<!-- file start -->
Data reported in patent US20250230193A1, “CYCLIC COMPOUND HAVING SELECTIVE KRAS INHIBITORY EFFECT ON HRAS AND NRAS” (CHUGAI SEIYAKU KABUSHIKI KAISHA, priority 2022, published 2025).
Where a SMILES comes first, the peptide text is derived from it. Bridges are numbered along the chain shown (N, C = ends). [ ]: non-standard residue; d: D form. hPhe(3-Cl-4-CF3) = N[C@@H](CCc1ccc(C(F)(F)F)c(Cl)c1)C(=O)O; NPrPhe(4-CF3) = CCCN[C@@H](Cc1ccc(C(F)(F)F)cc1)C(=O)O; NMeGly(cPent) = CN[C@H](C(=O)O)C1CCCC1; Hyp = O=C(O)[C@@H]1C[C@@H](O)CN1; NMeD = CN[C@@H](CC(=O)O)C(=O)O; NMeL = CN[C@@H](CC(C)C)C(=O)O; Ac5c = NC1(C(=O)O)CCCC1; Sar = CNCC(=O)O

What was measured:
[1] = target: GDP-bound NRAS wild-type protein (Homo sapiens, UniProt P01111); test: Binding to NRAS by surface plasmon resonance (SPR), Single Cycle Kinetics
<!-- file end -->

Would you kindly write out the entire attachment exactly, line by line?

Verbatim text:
Data reported in patent US20250230193A1, “CYCLIC COMPOUND HAVING SELECTIVE KRAS INHIBITORY EFFECT ON HRAS AND NRAS” (CHUGAI SEIYAKU KABUSHIKI KAISHA, priority 2022, published 2025).
Where a SMILES comes first, the peptide text is derived from it. Bridges are numbered along the chain shown (N, C = ends). [ ]: non-standard residue; d: D form. hPhe(3-Cl-4-CF3) = N[C@@H](CCc1ccc(C(F)(F)F)c(Cl)c1)C(=O)O; NPrPhe(4-CF3) = CCCN[C@@H](Cc1ccc(C(F)(F)F)cc1)C(=O)O; NMeGly(cPent) = CN[C@H](C(=O)O)C1CCCC1; Hyp = O=C(O)[C@@H]1C[C@@H](O)CN1; NMeD = CN[C@@H](CC(=O)O)C(=O)O; NMeL = CN[C@@H](CC(C)C)C(=O)O; Ac5c = NC1(C(=O)O)CCCC1; Sar = CNCC(=O)O

What was measured:
[1] = target: GDP-bound NRAS wild-type protein (Homo sapiens, UniProt P01111); test: Binding to NRAS by surface plasmon resonance (SPR), Single Cycle Kinetics